What Tamil Nadu government's plan for ticket booking means for the film industry

Tam cinema is an inextricable part of the cultural mindspace of Tamil citizens. Understanding its influence, politicians, especially of the Dravidian movement, have long used the medium for propagandl
Cinema is an inextricable part of Tamil culture. Fans often wait hours to buy tickets to movies starring their idols | Express
Cinema is an inextricable part of Tamil culture. Fans often wait hours to buy tickets to movies starring their idols | Express

CHENNAI: Tamil cinema is an inextricable part of the cultural mindspace of Tamil citizens. Understanding its influence, politicians, especially of the Dravidian movement, have long used the medium for propaganda purposes. The two communities — film and politics — therefore are closely bonded in the State and State governments have long prioritised the needs and demands of filmgoers. Just one example of this is how Tamil Nadu has arguably the lowest movie ticket prices in the country, a result of close regulation on part of the government. 

In this context, the recent announcements of Kadambur C Raju, State Minister of Information and Publicity, on interventions that the government is planning has intrigued many in the film community. The minister has said that the TN government is planning to launch its own ticket-booking platform in a bid to curtail tax evasion among theatre-owners and ensure transparency. Further, the minister flagged high service charges as an issue for consumers that the government’s app would arrest.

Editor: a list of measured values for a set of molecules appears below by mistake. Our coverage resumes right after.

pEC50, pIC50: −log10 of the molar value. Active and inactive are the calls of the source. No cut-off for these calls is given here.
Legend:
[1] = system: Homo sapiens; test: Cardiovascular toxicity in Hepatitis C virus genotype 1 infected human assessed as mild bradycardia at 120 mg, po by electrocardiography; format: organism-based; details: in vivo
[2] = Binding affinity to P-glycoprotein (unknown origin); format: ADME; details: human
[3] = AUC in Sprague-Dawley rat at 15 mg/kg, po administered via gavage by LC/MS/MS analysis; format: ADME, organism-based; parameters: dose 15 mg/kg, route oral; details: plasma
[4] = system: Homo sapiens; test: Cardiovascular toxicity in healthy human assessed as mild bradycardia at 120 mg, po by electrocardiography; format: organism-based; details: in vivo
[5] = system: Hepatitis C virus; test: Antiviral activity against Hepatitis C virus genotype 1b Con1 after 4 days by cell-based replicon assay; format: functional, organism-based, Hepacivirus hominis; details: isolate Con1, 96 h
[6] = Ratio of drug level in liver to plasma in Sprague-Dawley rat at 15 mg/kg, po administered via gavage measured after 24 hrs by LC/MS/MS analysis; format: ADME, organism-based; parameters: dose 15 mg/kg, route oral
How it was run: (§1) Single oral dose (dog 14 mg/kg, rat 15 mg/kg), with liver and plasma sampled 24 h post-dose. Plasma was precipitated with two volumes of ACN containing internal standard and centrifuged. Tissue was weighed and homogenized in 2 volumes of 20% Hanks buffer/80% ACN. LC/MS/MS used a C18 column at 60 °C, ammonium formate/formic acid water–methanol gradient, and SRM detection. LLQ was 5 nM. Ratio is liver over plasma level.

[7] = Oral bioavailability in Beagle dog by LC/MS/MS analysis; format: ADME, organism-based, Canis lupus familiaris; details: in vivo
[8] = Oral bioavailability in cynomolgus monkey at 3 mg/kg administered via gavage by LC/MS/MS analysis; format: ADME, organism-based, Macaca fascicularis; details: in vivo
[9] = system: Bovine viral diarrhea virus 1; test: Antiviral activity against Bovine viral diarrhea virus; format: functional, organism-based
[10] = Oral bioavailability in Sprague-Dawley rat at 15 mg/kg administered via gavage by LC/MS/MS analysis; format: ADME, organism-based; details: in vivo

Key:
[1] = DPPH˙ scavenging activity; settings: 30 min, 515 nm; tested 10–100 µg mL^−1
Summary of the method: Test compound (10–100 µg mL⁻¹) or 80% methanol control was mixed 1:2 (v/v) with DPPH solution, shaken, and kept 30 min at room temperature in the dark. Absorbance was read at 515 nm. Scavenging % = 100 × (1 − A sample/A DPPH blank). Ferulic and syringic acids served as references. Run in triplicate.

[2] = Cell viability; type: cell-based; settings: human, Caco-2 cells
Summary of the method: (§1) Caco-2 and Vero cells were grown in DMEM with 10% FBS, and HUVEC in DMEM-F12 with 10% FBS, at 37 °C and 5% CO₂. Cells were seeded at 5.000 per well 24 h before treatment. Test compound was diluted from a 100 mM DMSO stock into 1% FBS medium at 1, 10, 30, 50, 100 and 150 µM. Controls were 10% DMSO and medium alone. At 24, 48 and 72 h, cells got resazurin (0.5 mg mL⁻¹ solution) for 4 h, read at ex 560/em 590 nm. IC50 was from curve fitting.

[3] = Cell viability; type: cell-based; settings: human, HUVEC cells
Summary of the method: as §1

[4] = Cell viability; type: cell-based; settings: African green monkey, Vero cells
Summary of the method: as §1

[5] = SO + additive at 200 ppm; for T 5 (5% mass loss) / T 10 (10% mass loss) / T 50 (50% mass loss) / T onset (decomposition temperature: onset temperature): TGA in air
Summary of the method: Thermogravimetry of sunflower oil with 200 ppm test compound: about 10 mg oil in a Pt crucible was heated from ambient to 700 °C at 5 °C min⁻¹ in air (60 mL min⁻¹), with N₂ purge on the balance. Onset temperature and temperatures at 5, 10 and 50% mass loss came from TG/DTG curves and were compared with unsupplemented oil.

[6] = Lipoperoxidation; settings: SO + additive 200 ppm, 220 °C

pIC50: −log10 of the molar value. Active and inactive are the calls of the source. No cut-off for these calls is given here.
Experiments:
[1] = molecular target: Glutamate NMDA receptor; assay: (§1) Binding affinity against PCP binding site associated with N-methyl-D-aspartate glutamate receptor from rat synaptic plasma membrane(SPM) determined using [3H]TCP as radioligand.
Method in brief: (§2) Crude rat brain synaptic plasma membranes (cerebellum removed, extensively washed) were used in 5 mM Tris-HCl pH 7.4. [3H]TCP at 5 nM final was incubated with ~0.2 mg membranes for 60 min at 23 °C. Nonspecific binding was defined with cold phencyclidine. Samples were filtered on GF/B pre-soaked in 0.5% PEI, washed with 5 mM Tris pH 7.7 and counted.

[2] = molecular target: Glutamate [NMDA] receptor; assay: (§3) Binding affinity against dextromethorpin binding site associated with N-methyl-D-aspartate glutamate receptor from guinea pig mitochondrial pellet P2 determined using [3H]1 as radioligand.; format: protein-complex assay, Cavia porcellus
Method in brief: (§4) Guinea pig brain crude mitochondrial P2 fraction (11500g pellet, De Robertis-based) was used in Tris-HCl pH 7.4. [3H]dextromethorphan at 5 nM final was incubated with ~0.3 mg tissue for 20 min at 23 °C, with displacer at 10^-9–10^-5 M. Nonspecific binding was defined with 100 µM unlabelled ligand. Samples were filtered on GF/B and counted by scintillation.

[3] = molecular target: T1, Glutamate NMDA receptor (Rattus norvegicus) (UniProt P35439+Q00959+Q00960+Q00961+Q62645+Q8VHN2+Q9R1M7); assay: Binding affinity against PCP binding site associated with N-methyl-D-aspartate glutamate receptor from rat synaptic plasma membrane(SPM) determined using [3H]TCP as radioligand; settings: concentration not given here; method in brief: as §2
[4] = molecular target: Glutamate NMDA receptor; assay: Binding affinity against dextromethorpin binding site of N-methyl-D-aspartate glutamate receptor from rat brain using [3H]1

This idea of a common ticket booking app with reduced service charges has been floated around for a while now. Notably, the former president of the Tamil Film Producers’ Council (TFPC), Vishal, had made such a promise and is said to have even laid the foundation for it, even if the plan wasn’t realised during his tenure. The TFPC, under Vishal, had argued that transparency on ticket sales was important in understanding the actual earnings of a movie and would enable the body to undertake more structural changes in how business was conducted. Understandably, then, producers seem to be happy with the government’s proposals. 

Producer SS Durairaj, the former general secretary of the producers’ council, and a member of the eight-member committee formed by the government to develop a transparent ticketing channel, for one, expressed great satisfaction with this announcement. He believed that the ticketing app proposed by the government was an upgraded version of the one planned by the former TFPC committee.

“The team led by Vishal wanted to launch the transparent ticketing system at the earliest, and we had actually done the paperwork for it. However, we weren’t able to proceed further due to reasons that I cannot disclose now. We had many distractions, and among the issues we had to contend with were the legal cases filed by the rival faction,” he said, adding that he was nevertheless happy that the change was finally coming about. 

“Our proposal has been accepted by the government. The entire process will take time, as you can imagine, but it will happen for sure. The new system is inevitable. Credit must also go to producers like J Sathish Kumar and T Siva, who are also a part of the eight-member committee,” he said.